Our WikiCommons Photo Initiative (a pop-up photo booth) continues to be a highlight of our work. We were invited to host an edit-a-thon with the Fisher Fine Arts Library at UPenn. Photographer Mary Osunlana got a beautiful shot of the multifaceted African-American artist Dindga McCannon who was missing a photo in her Wikipedia bio. Dindga describes herself as “a multimedia, mixed media artist, currently exploring fiber arts […], painter, printmaker, author, illustrator, artists bookmaker, wearable art maker, and teacher.” She also co-founded “Where We At” – one of the first exhibitions of professional black women artists in the US in the 1970s. Dingda was included in the corrective historical survey We Wanted a Revolution: Black Radical Women, 1965-1985 at the Brooklyn Museum.


During the 2019 calendar year, we engaged over 280 editors, created 95 articles, and uploaded 900 items to Commons. For full details please see 2019 numbers on outreach dashboard.


Our 2018-2019 Project Grant Budget Report. Importantly the second half of 2019 was brought to a slowdown with our activities as our project grant had run out and we had yet to be granted the sAPG 2020.


Black Lunch Table Wikimedians made a lot of strides in 2019 including assembling a dedicated and knowledgeable team, hosting successful events in other countries, and organizing internal structures towards our not for profit status. We formalized GLAM and educational initiatives, including a semester-long classroom engagement at Edna Manley University in Kingston, Jamaica. We worked with a pro bono lawyer (David Swendsen) through Lawyers for the Creative Arts to execute and file our application for 501c3 status. It was really great to assemble our entire Wikipedia team and edit together during our team retreat in Wassaic, New York. As many wiki projects, we come together across many places to be together virtually and it was a nice change to all be together in one physical location. These singular accomplishments are important but do not compare to the core of the work and our project, raising the profile of Black Artists on Wikipedia.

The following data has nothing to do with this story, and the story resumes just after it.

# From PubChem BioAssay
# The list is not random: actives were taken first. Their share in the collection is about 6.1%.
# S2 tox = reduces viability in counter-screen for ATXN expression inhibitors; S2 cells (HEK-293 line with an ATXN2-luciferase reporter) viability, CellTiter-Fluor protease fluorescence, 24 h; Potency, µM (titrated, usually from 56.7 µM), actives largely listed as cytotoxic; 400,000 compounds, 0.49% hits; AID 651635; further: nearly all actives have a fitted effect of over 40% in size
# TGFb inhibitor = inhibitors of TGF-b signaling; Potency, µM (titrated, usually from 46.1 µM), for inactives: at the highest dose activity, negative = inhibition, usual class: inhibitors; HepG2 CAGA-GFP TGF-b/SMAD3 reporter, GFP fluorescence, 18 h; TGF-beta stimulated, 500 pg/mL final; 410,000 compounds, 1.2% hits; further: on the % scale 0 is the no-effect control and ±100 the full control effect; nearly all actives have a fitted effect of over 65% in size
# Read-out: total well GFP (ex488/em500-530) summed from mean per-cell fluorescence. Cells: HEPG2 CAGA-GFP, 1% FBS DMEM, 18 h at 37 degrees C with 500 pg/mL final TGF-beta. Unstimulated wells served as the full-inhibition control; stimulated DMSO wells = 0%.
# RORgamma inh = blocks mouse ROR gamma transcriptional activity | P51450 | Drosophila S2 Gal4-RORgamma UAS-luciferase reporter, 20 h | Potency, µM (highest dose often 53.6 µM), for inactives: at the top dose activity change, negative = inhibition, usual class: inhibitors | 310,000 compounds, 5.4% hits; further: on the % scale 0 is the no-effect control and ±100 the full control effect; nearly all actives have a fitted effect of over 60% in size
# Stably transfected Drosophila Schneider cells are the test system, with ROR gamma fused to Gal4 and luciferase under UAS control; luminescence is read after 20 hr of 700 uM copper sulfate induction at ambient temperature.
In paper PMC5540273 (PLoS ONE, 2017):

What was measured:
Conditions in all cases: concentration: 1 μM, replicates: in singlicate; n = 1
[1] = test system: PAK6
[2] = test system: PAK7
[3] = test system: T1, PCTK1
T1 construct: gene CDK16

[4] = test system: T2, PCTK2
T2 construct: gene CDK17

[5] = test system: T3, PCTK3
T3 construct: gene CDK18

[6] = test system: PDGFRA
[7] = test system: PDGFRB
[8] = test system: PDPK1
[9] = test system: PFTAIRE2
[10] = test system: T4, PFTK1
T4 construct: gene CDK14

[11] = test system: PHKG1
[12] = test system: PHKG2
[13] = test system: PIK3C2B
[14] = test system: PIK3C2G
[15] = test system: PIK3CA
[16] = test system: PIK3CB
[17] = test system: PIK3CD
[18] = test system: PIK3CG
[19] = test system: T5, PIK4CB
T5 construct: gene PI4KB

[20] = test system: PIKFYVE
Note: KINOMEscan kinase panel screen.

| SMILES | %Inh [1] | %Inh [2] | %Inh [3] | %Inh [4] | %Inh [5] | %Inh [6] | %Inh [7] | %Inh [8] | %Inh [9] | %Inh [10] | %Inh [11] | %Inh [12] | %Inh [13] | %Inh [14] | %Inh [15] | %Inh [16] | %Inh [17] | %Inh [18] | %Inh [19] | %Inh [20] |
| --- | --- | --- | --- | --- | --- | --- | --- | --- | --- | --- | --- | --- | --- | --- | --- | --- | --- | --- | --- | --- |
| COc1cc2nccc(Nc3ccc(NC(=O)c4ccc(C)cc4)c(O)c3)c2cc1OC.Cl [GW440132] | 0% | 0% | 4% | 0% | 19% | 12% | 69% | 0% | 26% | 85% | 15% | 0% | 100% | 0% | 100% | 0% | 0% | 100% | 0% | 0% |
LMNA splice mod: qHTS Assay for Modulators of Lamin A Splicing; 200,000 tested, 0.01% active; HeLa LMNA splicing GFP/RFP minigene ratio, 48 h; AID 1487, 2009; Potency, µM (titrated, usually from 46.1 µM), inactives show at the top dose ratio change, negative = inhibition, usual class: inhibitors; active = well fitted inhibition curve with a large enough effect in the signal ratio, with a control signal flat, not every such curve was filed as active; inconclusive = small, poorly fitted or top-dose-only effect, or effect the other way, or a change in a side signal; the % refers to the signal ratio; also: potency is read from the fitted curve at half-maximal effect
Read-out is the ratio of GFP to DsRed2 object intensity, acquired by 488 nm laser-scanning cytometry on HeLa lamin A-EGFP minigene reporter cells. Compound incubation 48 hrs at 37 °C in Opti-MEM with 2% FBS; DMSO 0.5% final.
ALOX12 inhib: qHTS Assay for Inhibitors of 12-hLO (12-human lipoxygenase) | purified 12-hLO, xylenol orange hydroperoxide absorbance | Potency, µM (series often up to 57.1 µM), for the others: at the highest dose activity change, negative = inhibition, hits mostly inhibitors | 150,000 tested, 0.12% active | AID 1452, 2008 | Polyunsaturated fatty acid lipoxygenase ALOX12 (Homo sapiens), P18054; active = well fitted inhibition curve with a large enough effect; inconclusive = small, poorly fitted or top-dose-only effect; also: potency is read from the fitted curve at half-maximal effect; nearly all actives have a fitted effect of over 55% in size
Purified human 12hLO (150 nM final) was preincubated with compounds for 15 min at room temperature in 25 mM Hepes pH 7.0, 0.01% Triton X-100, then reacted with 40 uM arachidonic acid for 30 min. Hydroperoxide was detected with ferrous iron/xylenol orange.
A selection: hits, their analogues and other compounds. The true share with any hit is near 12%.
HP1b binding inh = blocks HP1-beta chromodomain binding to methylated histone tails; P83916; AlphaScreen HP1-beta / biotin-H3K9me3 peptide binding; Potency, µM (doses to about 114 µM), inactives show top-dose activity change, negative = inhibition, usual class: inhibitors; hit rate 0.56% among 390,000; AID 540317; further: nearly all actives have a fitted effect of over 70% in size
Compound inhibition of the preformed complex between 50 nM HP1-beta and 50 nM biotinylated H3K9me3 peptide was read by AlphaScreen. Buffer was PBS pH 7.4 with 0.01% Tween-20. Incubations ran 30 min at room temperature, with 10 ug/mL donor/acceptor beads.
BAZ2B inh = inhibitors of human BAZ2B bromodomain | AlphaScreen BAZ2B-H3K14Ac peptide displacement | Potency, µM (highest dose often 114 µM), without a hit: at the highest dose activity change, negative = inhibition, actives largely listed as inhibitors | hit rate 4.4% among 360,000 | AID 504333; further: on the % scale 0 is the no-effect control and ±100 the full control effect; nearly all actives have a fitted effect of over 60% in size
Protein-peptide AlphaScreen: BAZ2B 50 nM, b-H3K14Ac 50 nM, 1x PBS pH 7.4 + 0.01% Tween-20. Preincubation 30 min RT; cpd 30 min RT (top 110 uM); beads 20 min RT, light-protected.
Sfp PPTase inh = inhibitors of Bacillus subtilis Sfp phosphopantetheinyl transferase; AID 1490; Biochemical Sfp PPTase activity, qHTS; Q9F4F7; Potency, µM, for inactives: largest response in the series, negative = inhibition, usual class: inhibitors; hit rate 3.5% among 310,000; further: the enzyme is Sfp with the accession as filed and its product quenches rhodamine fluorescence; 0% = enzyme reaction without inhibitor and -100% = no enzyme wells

Material ResourcesEdit

Next StepsEdit

We imagine continuing to cultivate our relationship with the Wikipedia movement, seeking out ways we can innovate within it, and continue to grow our project annually and sustainably. We will apply to the sAPG grant for a continuation of funds at this point in the project’s life knowing that it will support the ongoing expansion of BLT and the desire to retain committed team members, crystallize our nonprofit infrastructure, and maintain and grow our edit-a-thons, collaborations, and initiatives.

The specifics of our application are linked below and linked in our sAPG application: Annual Plan

Budget Plan

Staffing Plan

Strategic Plan